As The Daily Mail website scoops a design effectiveness award, editor Rob Alderson looks at its strengths and asks whether its controversial style means it doesn’t get the design credit it deserves. As always, you can join the debate below…
Hello. My name’s Rob, and I’m a Mail Online-aholic. When it started it was just a cheeky glimpse now and then. But it’s started to take over my life – two or three times a day I feel the need just to check in, terrified I might miss some manufactured moral outrage about Rhianna’s latest outfit or a Twitter-bait column headlined something ridiculous like “Who SAYS I can’t marry my horse?”
I’m exaggerating of course, but only just. For millions of people around the world – 91.6 million a month apparently – The Daily Mail’s website is a part of their online routine, albeit for many a guilty secret. It was interesting then to see the reaction last week when the site scooped the top prize at the DBA Design Effectiveness Awards, which “recognise the return on investment that a coherent, well-thought-out and professionally executed design strategy can achieve.”
The facts seem pretty straight forward. It’s the most visited news website in the world and Brand 42’s redesign is credited with playing a big part in the site’s jump in advertising revenue, from £4.5 million in 2008 to £25 million in 2012 (an increase of 455%). Now nobody is going to argue that Mail Online represents the cutting edge of web design brilliance either in terms of functionality or aesthetics. But in terms of doing what it needs to do?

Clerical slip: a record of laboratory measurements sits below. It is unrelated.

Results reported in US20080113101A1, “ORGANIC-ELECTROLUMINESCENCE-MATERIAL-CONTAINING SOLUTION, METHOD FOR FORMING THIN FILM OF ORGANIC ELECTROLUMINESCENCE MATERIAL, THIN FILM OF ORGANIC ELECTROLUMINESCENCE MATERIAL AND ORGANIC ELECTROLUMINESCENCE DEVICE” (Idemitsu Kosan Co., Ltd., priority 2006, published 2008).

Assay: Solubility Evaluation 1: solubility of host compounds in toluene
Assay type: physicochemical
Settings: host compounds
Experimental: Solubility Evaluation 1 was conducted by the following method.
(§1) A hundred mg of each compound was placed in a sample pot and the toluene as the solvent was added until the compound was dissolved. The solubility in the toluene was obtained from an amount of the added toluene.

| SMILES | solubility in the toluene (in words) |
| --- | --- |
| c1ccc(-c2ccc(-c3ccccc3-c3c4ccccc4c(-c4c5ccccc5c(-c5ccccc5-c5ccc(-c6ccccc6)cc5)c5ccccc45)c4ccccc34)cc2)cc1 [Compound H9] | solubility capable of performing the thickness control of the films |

The right hand column – known as the tramlines of traction/sidebar of shame – separates off The Mail’s celebrity content into a handy ghetto which makes the divide between its online and print products manifest. This allows those who find the aggressive conservatism of the paper unpleasant to focus only on the tittle-tattle. Then look at the use of photos across the homepage, crops and close-ups on a tiny scale that help draw in the readers alongside the captions and write-offs in which no word is wasted.
The huge long homepage might not be for everyone either and there’s certainly none of the clean white space so prevalent in the trendy web design sector. But remember this award is all about “design effectiveness” – not design for its own sake. For the left-leaning creative community, it may be difficult to appreciate effective design in this kind of context, but there may be lessons we can all learn.
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